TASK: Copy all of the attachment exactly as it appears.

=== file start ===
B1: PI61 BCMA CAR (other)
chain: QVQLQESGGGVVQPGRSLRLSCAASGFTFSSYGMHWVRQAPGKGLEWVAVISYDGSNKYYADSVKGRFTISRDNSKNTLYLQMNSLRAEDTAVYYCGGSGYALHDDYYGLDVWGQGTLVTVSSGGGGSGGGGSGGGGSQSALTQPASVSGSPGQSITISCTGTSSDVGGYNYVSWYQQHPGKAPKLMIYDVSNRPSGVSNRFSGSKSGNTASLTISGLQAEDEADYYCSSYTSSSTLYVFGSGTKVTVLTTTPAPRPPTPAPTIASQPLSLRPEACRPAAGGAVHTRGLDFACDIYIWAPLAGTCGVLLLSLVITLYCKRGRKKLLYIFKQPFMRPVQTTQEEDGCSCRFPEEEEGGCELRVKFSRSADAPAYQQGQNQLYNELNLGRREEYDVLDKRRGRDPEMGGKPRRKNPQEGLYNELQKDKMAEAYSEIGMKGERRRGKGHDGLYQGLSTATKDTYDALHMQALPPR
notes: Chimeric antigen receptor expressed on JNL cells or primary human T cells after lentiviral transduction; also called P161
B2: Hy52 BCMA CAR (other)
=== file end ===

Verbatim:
B1: PI61 BCMA CAR (other)
chain: QVQLQESGGGVVQPGRSLRLSCAASGFTFSSYGMHWVRQAPGKGLEWVAVISYDGSNKYYADSVKGRFTISRDNSKNTLYLQMNSLRAEDTAVYYCGGSGYALHDDYYGLDVWGQGTLVTVSSGGGGSGGGGSGGGGSQSALTQPASVSGSPGQSITISCTGTSSDVGGYNYVSWYQQHPGKAPKLMIYDVSNRPSGVSNRFSGSKSGNTASLTISGLQAEDEADYYCSSYTSSSTLYVFGSGTKVTVLTTTPAPRPPTPAPTIASQPLSLRPEACRPAAGGAVHTRGLDFACDIYIWAPLAGTCGVLLLSLVITLYCKRGRKKLLYIFKQPFMRPVQTTQEEDGCSCRFPEEEEGGCELRVKFSRSADAPAYQQGQNQLYNELNLGRREEYDVLDKRRGRDPEMGGKPRRKNPQEGLYNELQKDKMAEAYSEIGMKGERRRGKGHDGLYQGLSTATKDTYDALHMQALPPR
notes: Chimeric antigen receptor expressed on JNL cells or primary human T cells after lentiviral transduction; also called P161
B2: Hy52 BCMA CAR (other)